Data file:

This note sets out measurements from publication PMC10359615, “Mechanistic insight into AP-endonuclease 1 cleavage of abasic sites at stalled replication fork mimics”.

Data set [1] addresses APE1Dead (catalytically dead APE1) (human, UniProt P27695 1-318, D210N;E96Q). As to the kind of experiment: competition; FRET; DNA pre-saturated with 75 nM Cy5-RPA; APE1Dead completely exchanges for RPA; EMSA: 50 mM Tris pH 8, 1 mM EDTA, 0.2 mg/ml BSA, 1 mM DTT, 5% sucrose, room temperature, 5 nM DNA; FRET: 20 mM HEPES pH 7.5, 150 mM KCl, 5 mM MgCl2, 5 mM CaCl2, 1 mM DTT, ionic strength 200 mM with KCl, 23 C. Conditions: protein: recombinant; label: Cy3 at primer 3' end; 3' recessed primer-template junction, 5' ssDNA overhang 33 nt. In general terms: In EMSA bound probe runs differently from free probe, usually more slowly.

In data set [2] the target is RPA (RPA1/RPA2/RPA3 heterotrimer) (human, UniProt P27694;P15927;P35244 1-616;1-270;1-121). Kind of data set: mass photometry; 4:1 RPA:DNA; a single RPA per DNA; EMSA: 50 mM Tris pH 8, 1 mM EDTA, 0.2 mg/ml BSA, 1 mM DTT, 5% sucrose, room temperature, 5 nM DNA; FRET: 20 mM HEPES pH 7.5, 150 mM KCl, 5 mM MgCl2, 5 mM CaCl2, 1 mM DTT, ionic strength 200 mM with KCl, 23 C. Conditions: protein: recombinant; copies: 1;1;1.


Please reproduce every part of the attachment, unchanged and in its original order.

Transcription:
This note sets out measurements from publication PMC10359615, “Mechanistic insight into AP-endonuclease 1 cleavage of abasic sites at stalled replication fork mimics”.

Data set [1] addresses APE1Dead (catalytically dead APE1) (human, UniProt P27695 1-318, D210N;E96Q). As to the kind of experiment: competition; FRET; DNA pre-saturated with 75 nM Cy5-RPA; APE1Dead completely exchanges for RPA; EMSA: 50 mM Tris pH 8, 1 mM EDTA, 0.2 mg/ml BSA, 1 mM DTT, 5% sucrose, room temperature, 5 nM DNA; FRET: 20 mM HEPES pH 7.5, 150 mM KCl, 5 mM MgCl2, 5 mM CaCl2, 1 mM DTT, ionic strength 200 mM with KCl, 23 C. Conditions: protein: recombinant; label: Cy3 at primer 3' end; 3' recessed primer-template junction, 5' ssDNA overhang 33 nt. In general terms: In EMSA bound probe runs differently from free probe, usually more slowly.

In data set [2] the target is RPA (RPA1/RPA2/RPA3 heterotrimer) (human, UniProt P27694;P15927;P35244 1-616;1-270;1-121). Kind of data set: mass photometry; 4:1 RPA:DNA; a single RPA per DNA; EMSA: 50 mM Tris pH 8, 1 mM EDTA, 0.2 mg/ml BSA, 1 mM DTT, 5% sucrose, room temperature, 5 nM DNA; FRET: 20 mM HEPES pH 7.5, 150 mM KCl, 5 mM MgCl2, 5 mM CaCl2, 1 mM DTT, ionic strength 200 mM with KCl, 23 C. Conditions: protein: recombinant; copies: 1;1;1.